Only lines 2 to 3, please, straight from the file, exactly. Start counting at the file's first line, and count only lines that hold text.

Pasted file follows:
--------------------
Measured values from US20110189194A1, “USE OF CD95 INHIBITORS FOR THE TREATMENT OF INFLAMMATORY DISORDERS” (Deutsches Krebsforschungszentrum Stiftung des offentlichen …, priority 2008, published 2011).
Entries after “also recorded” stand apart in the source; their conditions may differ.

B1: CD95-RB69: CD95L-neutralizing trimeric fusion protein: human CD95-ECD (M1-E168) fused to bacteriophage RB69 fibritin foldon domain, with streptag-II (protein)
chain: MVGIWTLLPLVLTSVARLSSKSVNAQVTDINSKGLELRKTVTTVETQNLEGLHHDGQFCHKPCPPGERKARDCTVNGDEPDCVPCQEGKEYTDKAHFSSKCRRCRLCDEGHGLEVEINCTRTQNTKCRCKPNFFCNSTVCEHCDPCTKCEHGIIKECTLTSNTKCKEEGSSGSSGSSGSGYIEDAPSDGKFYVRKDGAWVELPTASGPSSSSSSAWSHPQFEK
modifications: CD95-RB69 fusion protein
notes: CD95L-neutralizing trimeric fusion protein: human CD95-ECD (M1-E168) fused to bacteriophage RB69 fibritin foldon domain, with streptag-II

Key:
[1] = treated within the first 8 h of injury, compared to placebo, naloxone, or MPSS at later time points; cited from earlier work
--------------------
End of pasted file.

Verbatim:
Entries after “also recorded” stand apart in the source; their conditions may differ.

B1: CD95-RB69: CD95L-neutralizing trimeric fusion protein: human CD95-ECD (M1-E168) fused to bacteriophage RB69 fibritin foldon domain, with streptag-II (protein)